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  • Writer's pictureKayla Williams

The Missing Genre in the Lost Decade: How did Neo-Soul Slip Through the Cracks?


"India Arie" by p-duke is licensed under CC BY-NC 2.0


Beginning with George W. Bush succeeding Bill Clinton, the Dot-com bubble burst, and the September 11 attacks and ending with a global recession, the death of the King of Pop, Michael Jackson, and the nation’s first African American president, Barack Obama, being sworn into office, we find ourselves in the lost decade in music.

Sandwiched between the ‘90’s age of movements like Hip-hop and the late 2000s rise of streaming, the early 2000s lay lacking a distinctive or popular feature. With much of its culture stemming from the ’90s, the early 2000s struggled to bring about an emergence of a particular style or trend in music. If the early 2000s were defined by anything, it would be the overuse of Auto-tune and the convergence of different genres that seeped in from the ’90s era creating a plethora of subgenres like Trap, Chill-wave, and Indie rock. As the years went by, the early 2000s seemed to be silenced, often being overlooked with the attention being distributed to the decades that contributed much more. Yet, the early 2000s did not vanish in the minds of everyone.

“People forget about the early 2000s, and it was like a huge turn for music, in my opinion. We had R&B and Pop culture heavy back then, but I feel like Neo-Soul was an important movement and era, but no one mentions it. It was the time Erykah Badu reached popularity, and I was listening to Musiq Soulchild and India Aire. The whole wave was cool…it was paying homage to the black culture, which is something that is missing today…empowering.”

This was a statement given over the phone by Shandise Williams, a 35-year-old African-American woman with an affinity for the era. In the middle of her shift at Avondale Care Group as a Nursing Coordinator, she reflected on growing up in the early 2000s and introduced a genre that I personally have never heard of. In all the articles about the early 2000s and what emerged, Neo-Soul was never addressed. Oddly enough, this was the decade where it reached its height of popularity.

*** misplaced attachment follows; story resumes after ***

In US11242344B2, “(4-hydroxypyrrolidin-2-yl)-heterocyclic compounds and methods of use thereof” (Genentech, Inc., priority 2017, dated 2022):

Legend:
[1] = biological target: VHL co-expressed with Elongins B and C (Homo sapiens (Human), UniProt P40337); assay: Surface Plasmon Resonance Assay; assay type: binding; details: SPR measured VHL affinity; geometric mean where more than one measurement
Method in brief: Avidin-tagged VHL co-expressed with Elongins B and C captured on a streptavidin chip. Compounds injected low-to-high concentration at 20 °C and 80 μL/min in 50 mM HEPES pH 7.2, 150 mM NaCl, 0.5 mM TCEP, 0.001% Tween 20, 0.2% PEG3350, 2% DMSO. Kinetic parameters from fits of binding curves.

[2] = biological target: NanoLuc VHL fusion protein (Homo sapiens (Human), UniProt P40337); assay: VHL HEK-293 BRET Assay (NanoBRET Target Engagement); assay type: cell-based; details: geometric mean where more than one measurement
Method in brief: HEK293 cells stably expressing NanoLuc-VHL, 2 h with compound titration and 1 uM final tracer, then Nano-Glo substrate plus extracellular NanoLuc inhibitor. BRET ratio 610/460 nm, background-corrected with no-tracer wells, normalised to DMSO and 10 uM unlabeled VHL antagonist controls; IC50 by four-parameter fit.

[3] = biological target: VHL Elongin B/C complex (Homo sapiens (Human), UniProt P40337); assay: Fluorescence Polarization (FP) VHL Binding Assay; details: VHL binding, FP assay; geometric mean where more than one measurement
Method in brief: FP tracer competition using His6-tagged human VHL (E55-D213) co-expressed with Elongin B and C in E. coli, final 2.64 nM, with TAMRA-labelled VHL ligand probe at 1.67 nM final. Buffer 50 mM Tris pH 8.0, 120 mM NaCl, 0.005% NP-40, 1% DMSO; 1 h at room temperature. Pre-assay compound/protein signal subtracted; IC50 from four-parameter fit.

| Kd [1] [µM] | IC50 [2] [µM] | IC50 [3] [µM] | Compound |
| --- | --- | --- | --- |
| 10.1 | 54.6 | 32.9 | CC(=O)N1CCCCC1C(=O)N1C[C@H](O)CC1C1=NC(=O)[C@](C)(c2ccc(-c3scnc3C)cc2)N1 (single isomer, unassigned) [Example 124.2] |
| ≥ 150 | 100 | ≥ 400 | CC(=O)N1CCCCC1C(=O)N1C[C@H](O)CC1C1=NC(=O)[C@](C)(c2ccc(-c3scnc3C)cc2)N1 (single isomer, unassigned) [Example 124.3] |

From the late ’90s to the early 2000s, the Neo-Soul movement consisted of a musical collective called the Soulquarians — housing such artists as D’Angelo, The Roots, Erykah Badu, Bilal, Musiq Soulchild, India Aire, Mos Def, Common, Alicia Keys, Q-Tip, and more who’ve contributed significantly to the movement. Neo-Soul’s emergence was accredited to the wild successes of D’ Angelo’s Brown Sugar (1995), Erykah Badu’s Baduizm (1997), Lauryn Hill’s The Miseducation of Lauryn Hill (1998) by music journalist because those albums are what shaped and propelled the Neo-Soul movement into mainstream visibility among R&B radio.

In the early 2000s, the movement reached the height of its hype when the king and queen of Neo-soul released their albums in the new decade, D’Angelo’s Voodoo (2000) and Badu’s Mama’s Gun (2000). The increase in attention to this genre was due to the famous neo-soul artists because of their marketable aesthetic. Described by Greg Knot, music journalist, as “organic soul, natural R&B, boho-rap,” the movement embodied black excellence, poise, and unapologetic energy. However, unapologetic energy led to its downfall when many of these insanely talented artists refused to be involved in marketing campaigns and sell their souls to major labels. This resulted in the Neo-Soul movement losing its momentum in the mainstream sphere and only being discovered by individuals who value and seek underground music.

“Neo-Soul is one of those genres I feel we need now. Especially with all that is happening with Black Lives; feeling unprotected, unloved, and devalued as a human being,”

said Shandise with a hint of sadness in her voice.


“The artists in this movement really had a lot to say about racism, classism, and sexism. They brought attention to what needed to be changed, and that was way before now. That was in the 2000s. What would have happened if it were never forgotten? How would that impact the generation living now.”


Resources:

“2000S”. En.Wikipedia.Org, 2021, https://en.wikipedia.org/wiki/2000s. Accessed 23 Jan 2021.

“2000S Music Era | Buy Signed Limited Edition Music Photo Prints”. Rockarchive, 2021, https://www.rockarchive.com/music-eras/the-2000s. Accessed 23 Jan 2021.

“Neo-Soul”. En.Wikipedia.Org, 2021, https://en.wikipedia.org/wiki/Neo_soul. Accessed 23 Jan 2021.

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